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Consumer, peer support and lived experience

Ngā wheako

Te Pou is committed to developing the consumer, peer support and lived experience workforce in New Zealand.

Growth of the peer workforce

Te Pou is a source of information and resources to help the mental health, addiction and disability sectors develop and grow the peer workforce in a sustainable and measured way.

The peer workforce (also known as the consumer, peer support and lived experience workforce) includes all roles that require personal lived experience of mental health and/or addiction problems. This includes roles such as peer support workers and consumer advisor roles. Te Pou uses the term ‘peer workforce’ to describe this workforce. 

The peer workforce has a vital part to play in effectively supporting service users and whānau.

Strategic direction

People who have experienced mental health and addiction challenges and gained wellbeing develop many skills, knowledge, talents and attributes through those experiences.

He Ara Oranga: Report of the Government Inquiry into Mental Health and Addiction heard substantial evidence that people and whānau want and need their voices to be heard and to be in service design and delivery. The Inquiry recommends the Ministry of Health and District Health Boards strengthen people’s voices and experience in services and be accountable for delivering on this goal. The consumer, peer support and lived experience workforce shares this view and enlarges on it. We want a future where wellbeing is realisable for all people and where lived experience voices, skills and leadership are at the heart of service and systems design and service delivery.

Developing the consumer, peer support and lived experience workforce has been shown to benefit everyone in services – not just the people who access these.

Peer workforce values

  • Mutuality

    The authentic two-way relationships between people through ‘the kinship of common experience’.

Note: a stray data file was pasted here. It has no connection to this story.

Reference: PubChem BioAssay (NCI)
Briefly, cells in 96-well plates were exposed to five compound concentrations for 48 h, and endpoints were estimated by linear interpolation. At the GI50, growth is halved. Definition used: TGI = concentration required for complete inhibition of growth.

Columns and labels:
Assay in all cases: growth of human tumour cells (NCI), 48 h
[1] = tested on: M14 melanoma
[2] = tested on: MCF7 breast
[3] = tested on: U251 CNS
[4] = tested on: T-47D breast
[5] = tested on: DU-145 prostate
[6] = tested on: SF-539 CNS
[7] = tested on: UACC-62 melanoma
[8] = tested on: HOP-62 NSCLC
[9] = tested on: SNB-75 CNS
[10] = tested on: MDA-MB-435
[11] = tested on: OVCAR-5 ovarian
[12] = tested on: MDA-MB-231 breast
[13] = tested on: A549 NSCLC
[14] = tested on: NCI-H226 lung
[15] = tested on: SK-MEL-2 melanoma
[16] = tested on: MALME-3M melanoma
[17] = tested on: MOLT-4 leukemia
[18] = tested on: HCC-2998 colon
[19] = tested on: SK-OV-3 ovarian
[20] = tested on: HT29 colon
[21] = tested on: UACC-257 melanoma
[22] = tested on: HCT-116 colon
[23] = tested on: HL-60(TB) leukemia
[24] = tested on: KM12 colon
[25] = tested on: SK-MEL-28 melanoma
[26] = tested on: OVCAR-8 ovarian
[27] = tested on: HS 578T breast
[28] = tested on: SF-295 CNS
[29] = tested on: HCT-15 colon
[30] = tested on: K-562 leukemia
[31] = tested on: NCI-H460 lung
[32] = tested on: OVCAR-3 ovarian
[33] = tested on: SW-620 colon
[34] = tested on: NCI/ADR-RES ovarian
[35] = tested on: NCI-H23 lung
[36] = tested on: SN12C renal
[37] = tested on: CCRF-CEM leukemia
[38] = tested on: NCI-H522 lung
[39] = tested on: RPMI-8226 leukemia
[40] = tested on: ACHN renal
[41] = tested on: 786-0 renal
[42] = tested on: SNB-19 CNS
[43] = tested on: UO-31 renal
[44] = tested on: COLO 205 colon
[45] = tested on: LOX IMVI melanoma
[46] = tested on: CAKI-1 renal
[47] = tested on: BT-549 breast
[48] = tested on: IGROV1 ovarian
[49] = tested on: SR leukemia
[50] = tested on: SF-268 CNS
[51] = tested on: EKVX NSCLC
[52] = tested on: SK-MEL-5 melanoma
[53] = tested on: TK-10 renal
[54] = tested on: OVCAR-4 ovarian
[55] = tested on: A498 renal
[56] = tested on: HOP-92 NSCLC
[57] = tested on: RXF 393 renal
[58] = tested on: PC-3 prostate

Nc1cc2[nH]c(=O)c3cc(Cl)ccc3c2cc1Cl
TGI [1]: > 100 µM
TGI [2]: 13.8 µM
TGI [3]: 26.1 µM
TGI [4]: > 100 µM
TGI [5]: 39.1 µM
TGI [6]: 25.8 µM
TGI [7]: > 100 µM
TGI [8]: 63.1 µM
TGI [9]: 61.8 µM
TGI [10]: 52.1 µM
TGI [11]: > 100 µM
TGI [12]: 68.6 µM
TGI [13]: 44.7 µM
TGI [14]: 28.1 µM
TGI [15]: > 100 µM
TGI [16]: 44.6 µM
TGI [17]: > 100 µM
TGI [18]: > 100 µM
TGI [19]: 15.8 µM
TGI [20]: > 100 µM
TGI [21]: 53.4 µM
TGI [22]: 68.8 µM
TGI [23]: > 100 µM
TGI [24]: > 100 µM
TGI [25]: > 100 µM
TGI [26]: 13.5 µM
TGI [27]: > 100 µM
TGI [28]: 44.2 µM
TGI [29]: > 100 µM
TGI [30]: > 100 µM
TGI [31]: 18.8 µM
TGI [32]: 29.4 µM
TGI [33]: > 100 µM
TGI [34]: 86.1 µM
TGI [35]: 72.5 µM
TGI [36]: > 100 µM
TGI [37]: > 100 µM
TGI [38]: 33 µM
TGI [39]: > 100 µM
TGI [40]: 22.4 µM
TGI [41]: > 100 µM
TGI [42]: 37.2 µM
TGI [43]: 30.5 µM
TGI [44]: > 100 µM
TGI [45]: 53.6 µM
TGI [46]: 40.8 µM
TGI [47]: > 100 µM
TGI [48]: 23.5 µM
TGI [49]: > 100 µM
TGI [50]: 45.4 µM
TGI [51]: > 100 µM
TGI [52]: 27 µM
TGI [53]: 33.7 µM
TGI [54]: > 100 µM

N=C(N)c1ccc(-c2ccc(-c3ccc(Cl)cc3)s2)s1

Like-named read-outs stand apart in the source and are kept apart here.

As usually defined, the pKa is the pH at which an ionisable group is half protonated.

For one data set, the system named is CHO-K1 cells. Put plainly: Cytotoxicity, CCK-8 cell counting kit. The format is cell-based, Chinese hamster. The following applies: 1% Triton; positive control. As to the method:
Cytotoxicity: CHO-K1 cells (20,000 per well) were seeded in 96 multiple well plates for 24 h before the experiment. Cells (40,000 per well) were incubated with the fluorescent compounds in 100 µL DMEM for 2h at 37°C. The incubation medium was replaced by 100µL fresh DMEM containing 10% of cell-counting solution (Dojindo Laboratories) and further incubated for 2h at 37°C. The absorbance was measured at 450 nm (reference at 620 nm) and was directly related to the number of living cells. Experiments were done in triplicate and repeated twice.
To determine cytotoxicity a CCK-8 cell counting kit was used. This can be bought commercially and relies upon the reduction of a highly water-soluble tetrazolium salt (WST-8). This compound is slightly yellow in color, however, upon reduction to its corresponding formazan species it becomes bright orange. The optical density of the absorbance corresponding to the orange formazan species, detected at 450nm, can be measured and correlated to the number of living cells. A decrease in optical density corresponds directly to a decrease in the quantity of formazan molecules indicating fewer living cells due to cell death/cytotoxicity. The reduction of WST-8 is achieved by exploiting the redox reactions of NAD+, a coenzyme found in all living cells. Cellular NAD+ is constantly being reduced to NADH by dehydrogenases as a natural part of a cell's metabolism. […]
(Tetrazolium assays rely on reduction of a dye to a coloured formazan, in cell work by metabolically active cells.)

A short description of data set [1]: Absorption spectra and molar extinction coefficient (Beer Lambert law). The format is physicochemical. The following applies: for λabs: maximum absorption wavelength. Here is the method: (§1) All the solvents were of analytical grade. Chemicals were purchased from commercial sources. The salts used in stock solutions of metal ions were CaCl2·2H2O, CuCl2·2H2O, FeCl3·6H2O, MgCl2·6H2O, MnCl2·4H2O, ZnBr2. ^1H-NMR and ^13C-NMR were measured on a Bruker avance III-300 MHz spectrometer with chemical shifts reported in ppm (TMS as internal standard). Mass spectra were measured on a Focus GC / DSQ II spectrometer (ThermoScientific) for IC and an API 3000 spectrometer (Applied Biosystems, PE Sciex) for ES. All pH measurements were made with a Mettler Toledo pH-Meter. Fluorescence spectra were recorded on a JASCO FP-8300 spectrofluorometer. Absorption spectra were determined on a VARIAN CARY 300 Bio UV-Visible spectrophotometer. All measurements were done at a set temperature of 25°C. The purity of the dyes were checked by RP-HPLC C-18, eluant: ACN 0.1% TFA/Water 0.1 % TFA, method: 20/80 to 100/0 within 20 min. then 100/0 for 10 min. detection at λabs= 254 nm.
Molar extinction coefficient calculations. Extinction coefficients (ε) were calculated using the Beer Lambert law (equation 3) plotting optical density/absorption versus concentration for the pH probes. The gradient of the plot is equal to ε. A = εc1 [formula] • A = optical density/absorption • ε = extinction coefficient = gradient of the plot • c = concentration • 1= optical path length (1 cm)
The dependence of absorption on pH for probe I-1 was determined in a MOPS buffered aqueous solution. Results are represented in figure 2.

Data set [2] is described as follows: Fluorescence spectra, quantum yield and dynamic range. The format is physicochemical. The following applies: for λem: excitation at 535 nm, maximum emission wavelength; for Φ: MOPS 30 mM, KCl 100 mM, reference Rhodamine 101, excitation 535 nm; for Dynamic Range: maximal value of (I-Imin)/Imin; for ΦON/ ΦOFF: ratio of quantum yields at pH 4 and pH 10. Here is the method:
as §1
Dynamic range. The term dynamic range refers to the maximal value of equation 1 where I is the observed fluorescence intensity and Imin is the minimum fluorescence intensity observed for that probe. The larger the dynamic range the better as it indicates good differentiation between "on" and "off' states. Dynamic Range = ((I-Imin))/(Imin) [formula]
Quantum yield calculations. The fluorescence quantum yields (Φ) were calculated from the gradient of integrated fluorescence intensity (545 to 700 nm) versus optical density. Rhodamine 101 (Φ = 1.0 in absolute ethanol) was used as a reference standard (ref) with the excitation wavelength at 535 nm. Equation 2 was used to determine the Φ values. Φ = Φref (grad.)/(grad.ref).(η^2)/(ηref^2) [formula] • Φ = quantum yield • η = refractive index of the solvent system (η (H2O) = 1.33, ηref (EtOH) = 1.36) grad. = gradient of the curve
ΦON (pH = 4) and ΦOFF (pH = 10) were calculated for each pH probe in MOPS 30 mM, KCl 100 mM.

• Experiential knowledge

    The learning, knowledge and wisdom that comes from personal lived experience of mental distress or addiction and recovery.

  • Self-determination

    The right for people to make free choices about their life and to be free from coercion on the basis of their mental distress or addiction.

  • Participation

    The right for people to participate in and lead mental health and/or addiction services including in the development or running of services as well as in their own treatment and recovery.

  • Equity

    The right of people who experience mental distress and/or addiction to have fair and equal opportunities to other citizens and to be free of discrimination.

  • Recovery and hope

    The belief that there is always hope and that resiliency and meaningful recovery is possible for everyone.

Peer workforce competencies

In 2014 the competencies for the mental health and addiction service user, consumer and peer workforce were created and launched to help shape the development of this workforce in mental health and addiction services. You can access the original 2014 competency document here.

In 2021 the competencies have been revised and refreshed following robust consultation from consumer, peer support and lived experience workers, managers and leaders from the sector. The refreshed resource outlines the competencies necessary for the workforce at three levels: essential, enhanced and leader. They include the values that are important to the workforce, baseline competencies for the whole of the workforce and specific competencies for peer support workers and consumer advisors.

The 2021 competencies document can be used to inform all aspects of work including training, recruitment, performance management, self-assessment, service specifications, auditing and more.

We thank the many people who were involved in the refresh.

Real Skills online assessment tool

Real Skills provides a free and easy way to gather, access and review information on your workforce’s knowledge and skills in the peer workforce competencies and other sector frameworks. This information can help identify particular areas that might need development in order to provide best practice care for people accessing services. Find out more about signing your organisation up to Real Skills.

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Te Pou has a wide range of evidence-based resources and tools to help the mental health, addiction and disability workforces.

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Our work

Te Pou works alongside mental health and addiction services, and disability organisations to understand their priorities and workforce challenges.

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